There’s green gold in them thar hills

China is tough market to do business when the road has not been paved. Politics, lack of connections, and entrenched ways of doing business hinder. Enter an undettered American tea importer, David Lee Hoffman, who thinks beyond ‘outside the box’. For Hoffman, there is no box.

The documentary film ‘All in This Tea’ follows Hoffman in his quest to directly seek premium organic teas grown in remote mountainous regions by highly skilled tea farmers. He refuses to tread the easy route and accept the Chinese factories’ chemically toxic, commercially grown tea. Hoffman can’t be fooled into buying non-organic tea. It only takes him one good sniff to smell chemicals in a tea bag.

This inferior quality, commercially grown tea is emblematic of the dumbing down of capitalism, whereby the only consideration is to maximize short-term profits and to achieve this end the “expense” of skilled workers is eliminated. This mentality is not endemic to just China. In America, retail is being staffed with more part-time, unskilled workers who are good at taking orders and smiling but little help with consulting customers to make sound purchasing decisions.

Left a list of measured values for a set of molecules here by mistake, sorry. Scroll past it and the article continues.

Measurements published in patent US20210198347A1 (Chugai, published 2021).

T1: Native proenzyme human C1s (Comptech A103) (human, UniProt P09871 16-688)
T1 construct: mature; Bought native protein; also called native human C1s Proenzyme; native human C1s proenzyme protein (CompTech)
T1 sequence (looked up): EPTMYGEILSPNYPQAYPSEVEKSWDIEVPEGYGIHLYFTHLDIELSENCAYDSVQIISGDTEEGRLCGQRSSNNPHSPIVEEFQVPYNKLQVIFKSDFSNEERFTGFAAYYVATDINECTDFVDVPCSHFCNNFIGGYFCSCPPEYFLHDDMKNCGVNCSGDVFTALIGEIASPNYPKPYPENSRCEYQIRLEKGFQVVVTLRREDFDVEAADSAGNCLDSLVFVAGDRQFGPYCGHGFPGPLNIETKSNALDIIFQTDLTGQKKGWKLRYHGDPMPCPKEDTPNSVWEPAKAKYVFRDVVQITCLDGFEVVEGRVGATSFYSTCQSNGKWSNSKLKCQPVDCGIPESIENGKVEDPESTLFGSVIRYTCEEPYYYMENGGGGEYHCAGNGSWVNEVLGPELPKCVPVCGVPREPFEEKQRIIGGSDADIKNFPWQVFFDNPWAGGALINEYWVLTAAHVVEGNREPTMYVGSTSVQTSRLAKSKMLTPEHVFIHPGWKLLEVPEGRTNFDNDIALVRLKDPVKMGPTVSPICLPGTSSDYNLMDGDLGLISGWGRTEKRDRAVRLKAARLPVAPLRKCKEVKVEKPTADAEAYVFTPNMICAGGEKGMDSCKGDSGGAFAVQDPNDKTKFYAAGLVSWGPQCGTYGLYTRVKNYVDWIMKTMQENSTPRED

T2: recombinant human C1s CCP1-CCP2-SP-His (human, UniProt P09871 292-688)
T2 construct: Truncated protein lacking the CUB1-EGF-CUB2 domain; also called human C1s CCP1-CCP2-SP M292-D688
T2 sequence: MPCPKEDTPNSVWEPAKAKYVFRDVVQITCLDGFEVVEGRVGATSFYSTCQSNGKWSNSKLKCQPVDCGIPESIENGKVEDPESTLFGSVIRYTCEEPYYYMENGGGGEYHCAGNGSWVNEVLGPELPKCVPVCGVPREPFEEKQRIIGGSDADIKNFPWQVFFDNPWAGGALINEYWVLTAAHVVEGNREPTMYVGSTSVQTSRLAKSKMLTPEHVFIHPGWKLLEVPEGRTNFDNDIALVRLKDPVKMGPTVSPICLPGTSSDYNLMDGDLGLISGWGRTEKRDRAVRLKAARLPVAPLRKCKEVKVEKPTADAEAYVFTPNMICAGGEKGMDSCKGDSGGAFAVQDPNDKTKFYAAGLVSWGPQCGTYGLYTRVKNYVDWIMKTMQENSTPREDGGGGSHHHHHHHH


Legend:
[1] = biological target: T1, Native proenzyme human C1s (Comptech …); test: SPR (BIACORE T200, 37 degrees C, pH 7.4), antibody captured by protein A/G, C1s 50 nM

For Hoffman, the ancient Chinese craft of cultivating premium teas and the soil are sacred. Hoffman aimed to preserve both by building a largely untapped market in America and educating Chinese officials and factory executives about the virtues of organic farming. The film shows him explain to them in a dinner conversation the highly effective and environmentally friendly fertilizer of earthworm poop. “Now that’s some good shit!”

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